Recycled Boomers By David Smith on Jul 12, 2021
A few things have transpired in the past few weeks. Firstly, Deloitte settled the legal action taken by a partner in respect of their mandatory retirement age of 62. They’re not alone in having retirement age provisions in partnership/shareholder agreements. Such provisions have been around for 50 years or so to ensure that older practitioners do not hang on too long and to make way for the future generations.
And then the government produced the next iteration of its intergenerational report. The report noted the decline in the fertility rate. The report also noted that the current number of four working age people for every person over 65 will drop to 2.77 in four decades time. Of course changes to migration might have a significant impact on these numbers but it does seem clear that there is going to be a looming shortage of working age people.
Perhaps change is already happening. As someone who is already in the so-called retirement age category, I find that very few of my cohort are fully retired. Many may be working less hours but there does seem to be a desire by many to keep mentally active and to gain the satisfaction of being able to contribute to business and society.
So perhaps for many firms that are struggling to find the labour, considering opportunities to engage older Australian in their business should form part of the business plan.
Many baby boomers are reasonably tech savvy having been the generation that drove the PC revolution of the 1980s. Sure they may need some training on the latest tech but most are not starting from scratch. It is a state of mind though. In recruitment, you need to find people who are flexible and willing to learn, not stuck in their ways. Boomers are constantly being told to learn new skills as a way to keep the brain alive!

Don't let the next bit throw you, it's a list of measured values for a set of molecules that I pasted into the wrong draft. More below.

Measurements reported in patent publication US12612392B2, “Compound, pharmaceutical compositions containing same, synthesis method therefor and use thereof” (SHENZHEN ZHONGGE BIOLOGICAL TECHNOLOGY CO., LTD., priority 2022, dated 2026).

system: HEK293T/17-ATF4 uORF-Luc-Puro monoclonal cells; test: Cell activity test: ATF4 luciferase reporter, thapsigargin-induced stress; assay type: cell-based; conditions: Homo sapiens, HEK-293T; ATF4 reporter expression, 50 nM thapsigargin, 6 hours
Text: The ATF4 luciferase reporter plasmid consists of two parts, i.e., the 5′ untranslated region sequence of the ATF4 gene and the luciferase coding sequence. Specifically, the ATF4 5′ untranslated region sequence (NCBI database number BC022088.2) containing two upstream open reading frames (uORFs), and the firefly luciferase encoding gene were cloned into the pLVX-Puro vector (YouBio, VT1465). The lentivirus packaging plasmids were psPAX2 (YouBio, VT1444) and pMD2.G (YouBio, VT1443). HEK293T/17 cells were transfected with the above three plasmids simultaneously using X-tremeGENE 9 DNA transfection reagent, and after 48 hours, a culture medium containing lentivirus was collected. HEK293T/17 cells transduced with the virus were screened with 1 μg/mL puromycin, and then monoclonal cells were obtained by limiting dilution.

Baby boomers also bring to the firm a few things. Many are just content to get the job done so can be less disruptive and more productive. But perhaps the most important attribute is the wisdom of age. Nothing can replace experience. Mistakes are great teachers. Baby boomers can make great mediators, mentors and coaches. If you’re looking to build services such as business advisory, succession or estate planning, the perspective and mediation skills of boomers can be invaluable.
Of course, some flexibility is needed on both sides. Most baby boomers don’t want to work full time. Many would probably prefer to work mostly from home. Some may like to take longer holidays and join the ever increasing number of grey nomads. Many may be doing community work and will need to fit those obligations with their work.
Many are probably not suited to modern day people management. Some might need some re-education around the various policies that have come into existence in the past few years.
Some may be well suited to take on administrative roles in the firm freeing up practitioners and managers to more productive work thereby increasing firm capacity.
So in a world where it is increasingly difficult to find quality labour we need to look under every rock possible. Perhaps you need to place an advert in an investment magazine or the latest edition of Caravaning Australia. With a satellite dish perhaps they can be doing tax returns from the Simpson Desert.
Firms that manage to crack this nut will unlock opportunities to increase capacity and to capitalise on the wise experienced heads in your business and give older Australians an opportunity to continue to contribute.
Seek out that Probus Club and start your recruitment drive.
David Smith conducts strategic planning workshops for firms to help set a path for the future direction of the firm to unlock the opportunities and confront the risks. If you’d like to discuss your firm’s strategic plan contact him at [email protected].